If fairy tales exist as a way for children to grow and learn about the world around them, Cristóbal León & Joaquín Cociña‘s THE WOLF HOUSE can best be described as “The Three Little Pigs” if it were embedded with immense trauma.

The stop motion animated feature follows Maria – a young Chilean woman who escapes a cult of German religious fanatics. She stumbles upon a house in the woods, which is only occupied by two pigs, and decides to take refuge here.

As Maria and the two pigs, Pedro and Ana, gradually transform the house into a lively home rather than merely a shelter, there’s a presence watching over them in the form of the Wolf that wants to eat them. This Wolf, representing the leader of the cult from which Maria escaped, serves as one of the two narrators of the story, lending a sense of palpable dread throughout. Amalia Kassai and Rainer Krause lend their voice acting chops to Maria and the Wolf respectively and both do an admirably effective job.

For THE WOLF HOUSE, León and Cociña took inspiration from the real case of Colonia Dignidad, a commune founded in Chile by former Nazi soldier Paul Schäfer in 1961, where dozens of children were sexually abused. As one can deduce from the horrific source material, it shouldn’t be controversial to claim that THE WOLF HOUSE is one of, if not the darkest animated film ever made. 

Shot over the course of several years, THE WOLF HOUSE boasts one of the most stunning technical feats in recent memory. Using digital photography, the film is a single sequence shot with a runtime of roughly 70 minutes. Typically, this would be enough of a reason to warrant one’s interest, but THE WOLF HOUSE offers far more than just this hook. This is an incredibly dynamic film and everything within the film’s world interacts with itself in many ways. Illustrations along the walls and floor interact with 3D objects in the house, all while these 3D objects and characters are often evolving before our eyes.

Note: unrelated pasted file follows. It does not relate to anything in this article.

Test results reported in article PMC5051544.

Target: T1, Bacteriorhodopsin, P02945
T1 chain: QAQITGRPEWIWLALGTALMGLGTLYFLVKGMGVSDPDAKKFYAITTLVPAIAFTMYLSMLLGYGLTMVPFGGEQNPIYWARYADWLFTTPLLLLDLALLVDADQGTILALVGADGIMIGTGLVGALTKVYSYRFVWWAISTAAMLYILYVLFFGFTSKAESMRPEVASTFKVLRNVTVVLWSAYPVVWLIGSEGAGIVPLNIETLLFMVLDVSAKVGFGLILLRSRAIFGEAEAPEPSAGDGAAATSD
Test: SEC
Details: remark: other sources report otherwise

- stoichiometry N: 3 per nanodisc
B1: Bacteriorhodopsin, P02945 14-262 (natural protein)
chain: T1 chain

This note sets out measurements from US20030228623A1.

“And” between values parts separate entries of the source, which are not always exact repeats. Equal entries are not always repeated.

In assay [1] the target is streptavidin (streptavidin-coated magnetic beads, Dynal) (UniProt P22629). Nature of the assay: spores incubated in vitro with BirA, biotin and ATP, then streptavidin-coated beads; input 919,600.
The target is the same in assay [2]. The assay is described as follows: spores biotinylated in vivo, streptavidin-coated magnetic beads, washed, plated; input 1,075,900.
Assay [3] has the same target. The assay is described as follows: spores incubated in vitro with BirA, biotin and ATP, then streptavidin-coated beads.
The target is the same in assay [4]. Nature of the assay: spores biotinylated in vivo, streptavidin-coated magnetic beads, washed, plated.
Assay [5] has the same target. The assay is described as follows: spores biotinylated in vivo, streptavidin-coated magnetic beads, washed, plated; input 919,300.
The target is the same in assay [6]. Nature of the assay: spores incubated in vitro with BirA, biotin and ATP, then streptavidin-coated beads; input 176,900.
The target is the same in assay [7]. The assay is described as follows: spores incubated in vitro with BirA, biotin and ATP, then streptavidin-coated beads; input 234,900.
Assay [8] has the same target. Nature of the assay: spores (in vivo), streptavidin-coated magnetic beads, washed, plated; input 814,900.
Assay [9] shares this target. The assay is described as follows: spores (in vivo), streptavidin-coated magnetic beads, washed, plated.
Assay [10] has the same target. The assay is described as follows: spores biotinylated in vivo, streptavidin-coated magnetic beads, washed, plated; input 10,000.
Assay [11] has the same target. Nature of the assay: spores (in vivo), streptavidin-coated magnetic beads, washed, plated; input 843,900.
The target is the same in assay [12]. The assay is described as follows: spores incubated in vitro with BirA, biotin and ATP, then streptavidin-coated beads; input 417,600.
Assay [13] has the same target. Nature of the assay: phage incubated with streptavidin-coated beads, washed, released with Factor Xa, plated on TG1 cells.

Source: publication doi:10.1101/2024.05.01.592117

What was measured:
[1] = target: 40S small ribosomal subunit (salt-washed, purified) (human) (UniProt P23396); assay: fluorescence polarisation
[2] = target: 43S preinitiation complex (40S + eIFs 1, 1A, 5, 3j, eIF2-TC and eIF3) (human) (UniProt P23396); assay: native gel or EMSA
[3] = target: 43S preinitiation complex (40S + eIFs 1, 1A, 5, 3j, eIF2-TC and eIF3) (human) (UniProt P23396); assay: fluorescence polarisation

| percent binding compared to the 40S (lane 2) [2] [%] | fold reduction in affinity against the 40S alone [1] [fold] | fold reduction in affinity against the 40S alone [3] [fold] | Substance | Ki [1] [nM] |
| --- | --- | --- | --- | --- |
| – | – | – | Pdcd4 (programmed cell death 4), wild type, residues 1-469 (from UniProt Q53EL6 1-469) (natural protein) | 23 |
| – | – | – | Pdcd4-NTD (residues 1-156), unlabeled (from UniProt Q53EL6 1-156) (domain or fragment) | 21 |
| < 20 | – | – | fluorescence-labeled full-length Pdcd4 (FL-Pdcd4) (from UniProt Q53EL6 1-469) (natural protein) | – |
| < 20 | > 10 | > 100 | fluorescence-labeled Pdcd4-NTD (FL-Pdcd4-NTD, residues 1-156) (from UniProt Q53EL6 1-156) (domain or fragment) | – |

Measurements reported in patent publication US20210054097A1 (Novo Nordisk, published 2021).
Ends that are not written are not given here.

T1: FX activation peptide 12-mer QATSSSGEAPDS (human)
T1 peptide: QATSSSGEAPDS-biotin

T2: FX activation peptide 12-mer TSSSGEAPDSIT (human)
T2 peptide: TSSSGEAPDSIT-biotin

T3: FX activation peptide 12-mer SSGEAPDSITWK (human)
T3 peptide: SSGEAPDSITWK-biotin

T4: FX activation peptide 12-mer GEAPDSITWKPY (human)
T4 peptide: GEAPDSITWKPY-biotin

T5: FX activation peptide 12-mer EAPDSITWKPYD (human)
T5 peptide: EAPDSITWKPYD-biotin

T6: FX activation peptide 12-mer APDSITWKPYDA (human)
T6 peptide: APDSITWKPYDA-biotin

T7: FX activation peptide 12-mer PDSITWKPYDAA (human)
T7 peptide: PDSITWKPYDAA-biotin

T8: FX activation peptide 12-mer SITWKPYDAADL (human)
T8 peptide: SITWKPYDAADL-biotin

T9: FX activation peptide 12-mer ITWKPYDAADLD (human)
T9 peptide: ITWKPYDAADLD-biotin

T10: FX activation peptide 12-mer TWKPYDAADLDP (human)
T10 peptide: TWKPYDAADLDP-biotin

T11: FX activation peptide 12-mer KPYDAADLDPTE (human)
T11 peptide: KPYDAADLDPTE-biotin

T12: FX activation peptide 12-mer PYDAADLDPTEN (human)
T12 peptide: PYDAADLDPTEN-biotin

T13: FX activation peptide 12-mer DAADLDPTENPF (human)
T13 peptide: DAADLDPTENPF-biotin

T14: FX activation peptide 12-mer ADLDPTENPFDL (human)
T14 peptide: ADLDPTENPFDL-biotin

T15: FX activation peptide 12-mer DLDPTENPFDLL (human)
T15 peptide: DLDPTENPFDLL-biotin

Still from THE WOLF HOUSE | Image courtesy of IMDB

Stop motion animation has an inherently tactile quality to it, but THE WOLF HOUSE approaches the medium in a highly unusual way. Characters and environments often have an unfinished or unpolished quality to them. Even the wires controlling characters limbs are noticeably visible at certain points. These decisions, while off-putting at first, actually carry meaning to the film’s broader ideas of growth and restoration.

The appearances of these characters constantly change and it’s as if León and Cociña record themselves repairing and dismantling these characters and the world around them. To say it’s fascinating to watch would be an understatement. Meanwhile, the sound design is as equally strange as the movie’s visuals, offering a minimal and organic ambiance that ranges from gentle to unsettling. 

The film abandons traditional storytelling in favor of presenting its events as if the entire experience were a dream. As a result, it’s easy to become overwhelmed and occasionally lose sense of what’s happening. Thankfully, THE WOLF HOUSE literally always has something new and impressive to show us, with plenty of imagery offering symbolic substance to chew on.

A labor of love in every way, THE WOLF HOUSE offers an unparalleled experience unlike anything I’ve ever seen. As haunting as it is frustrating, it’s bound to leave many feeling alienated while more adventurous viewers are the most likely to be rewarded by its audacity. Regardless, it’s worth encouraging everyone to at least try it. Despite its unique historical context, this is an endlessly creative film which can be appreciated on a universal scale. Though it would be hard to blame those who don’t desire to return to this house anytime soon once the nightmare is over.

THE WOLF HOUSE originally premiered in February 2018 at the 68th Berlinale Film Festival. It received a virtual U.S. theatrical release on May 15th, 2020.

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